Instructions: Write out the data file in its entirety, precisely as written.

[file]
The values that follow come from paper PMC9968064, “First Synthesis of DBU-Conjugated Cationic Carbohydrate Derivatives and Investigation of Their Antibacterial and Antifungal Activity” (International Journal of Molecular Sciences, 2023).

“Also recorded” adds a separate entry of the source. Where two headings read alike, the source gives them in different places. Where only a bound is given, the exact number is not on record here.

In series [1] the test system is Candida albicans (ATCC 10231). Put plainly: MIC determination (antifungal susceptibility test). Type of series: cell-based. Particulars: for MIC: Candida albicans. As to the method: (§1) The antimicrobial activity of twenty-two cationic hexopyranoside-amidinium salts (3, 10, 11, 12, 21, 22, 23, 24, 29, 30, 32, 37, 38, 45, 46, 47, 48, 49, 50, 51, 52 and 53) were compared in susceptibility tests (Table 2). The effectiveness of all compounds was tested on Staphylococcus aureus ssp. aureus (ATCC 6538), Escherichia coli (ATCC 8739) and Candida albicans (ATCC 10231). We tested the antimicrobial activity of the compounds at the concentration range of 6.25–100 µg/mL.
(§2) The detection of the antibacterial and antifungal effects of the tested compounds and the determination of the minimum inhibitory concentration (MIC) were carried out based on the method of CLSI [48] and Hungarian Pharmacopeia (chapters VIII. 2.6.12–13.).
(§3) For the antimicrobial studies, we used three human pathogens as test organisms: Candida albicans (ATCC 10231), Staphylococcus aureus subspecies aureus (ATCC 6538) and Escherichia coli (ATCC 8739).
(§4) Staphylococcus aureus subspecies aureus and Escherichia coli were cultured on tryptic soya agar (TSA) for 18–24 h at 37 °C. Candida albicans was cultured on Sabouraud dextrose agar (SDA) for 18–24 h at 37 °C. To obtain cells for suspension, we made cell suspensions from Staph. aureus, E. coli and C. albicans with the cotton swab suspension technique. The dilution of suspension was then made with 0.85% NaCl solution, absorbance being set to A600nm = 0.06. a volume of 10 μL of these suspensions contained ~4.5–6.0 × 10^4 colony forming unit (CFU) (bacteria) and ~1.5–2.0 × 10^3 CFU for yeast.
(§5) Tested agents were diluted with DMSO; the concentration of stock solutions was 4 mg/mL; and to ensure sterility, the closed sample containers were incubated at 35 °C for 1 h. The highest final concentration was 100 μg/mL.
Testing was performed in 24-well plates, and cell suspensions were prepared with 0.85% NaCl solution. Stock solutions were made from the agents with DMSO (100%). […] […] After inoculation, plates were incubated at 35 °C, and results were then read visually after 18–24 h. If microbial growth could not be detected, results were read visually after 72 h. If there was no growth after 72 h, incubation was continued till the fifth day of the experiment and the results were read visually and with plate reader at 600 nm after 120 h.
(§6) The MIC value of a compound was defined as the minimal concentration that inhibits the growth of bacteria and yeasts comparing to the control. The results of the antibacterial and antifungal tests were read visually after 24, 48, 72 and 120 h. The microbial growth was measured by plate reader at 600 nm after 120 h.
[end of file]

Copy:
The values that follow come from paper PMC9968064, “First Synthesis of DBU-Conjugated Cationic Carbohydrate Derivatives and Investigation of Their Antibacterial and Antifungal Activity” (International Journal of Molecular Sciences, 2023).

“Also recorded” adds a separate entry of the source. Where two headings read alike, the source gives them in different places. Where only a bound is given, the exact number is not on record here.

In series [1] the test system is Candida albicans (ATCC 10231). Put plainly: MIC determination (antifungal susceptibility test). Type of series: cell-based. Particulars: for MIC: Candida albicans. As to the method: (§1) The antimicrobial activity of twenty-two cationic hexopyranoside-amidinium salts (3, 10, 11, 12, 21, 22, 23, 24, 29, 30, 32, 37, 38, 45, 46, 47, 48, 49, 50, 51, 52 and 53) were compared in susceptibility tests (Table 2). The effectiveness of all compounds was tested on Staphylococcus aureus ssp. aureus (ATCC 6538), Escherichia coli (ATCC 8739) and Candida albicans (ATCC 10231). We tested the antimicrobial activity of the compounds at the concentration range of 6.25–100 µg/mL.
(§2) The detection of the antibacterial and antifungal effects of the tested compounds and the determination of the minimum inhibitory concentration (MIC) were carried out based on the method of CLSI [48] and Hungarian Pharmacopeia (chapters VIII. 2.6.12–13.).
(§3) For the antimicrobial studies, we used three human pathogens as test organisms: Candida albicans (ATCC 10231), Staphylococcus aureus subspecies aureus (ATCC 6538) and Escherichia coli (ATCC 8739).
(§4) Staphylococcus aureus subspecies aureus and Escherichia coli were cultured on tryptic soya agar (TSA) for 18–24 h at 37 °C. Candida albicans was cultured on Sabouraud dextrose agar (SDA) for 18–24 h at 37 °C. To obtain cells for suspension, we made cell suspensions from Staph. aureus, E. coli and C. albicans with the cotton swab suspension technique. The dilution of suspension was then made with 0.85% NaCl solution, absorbance being set to A600nm = 0.06. a volume of 10 μL of these suspensions contained ~4.5–6.0 × 10^4 colony forming unit (CFU) (bacteria) and ~1.5–2.0 × 10^3 CFU for yeast.
(§5) Tested agents were diluted with DMSO; the concentration of stock solutions was 4 mg/mL; and to ensure sterility, the closed sample containers were incubated at 35 °C for 1 h. The highest final concentration was 100 μg/mL.
Testing was performed in 24-well plates, and cell suspensions were prepared with 0.85% NaCl solution. Stock solutions were made from the agents with DMSO (100%). […] […] After inoculation, plates were incubated at 35 °C, and results were then read visually after 18–24 h. If microbial growth could not be detected, results were read visually after 72 h. If there was no growth after 72 h, incubation was continued till the fifth day of the experiment and the results were read visually and with plate reader at 600 nm after 120 h.
(§6) The MIC value of a compound was defined as the minimal concentration that inhibits the growth of bacteria and yeasts comparing to the control. The results of the antibacterial and antifungal tests were read visually after 24, 48, 72 and 120 h. The microbial growth was measured by plate reader at 600 nm after 120 h.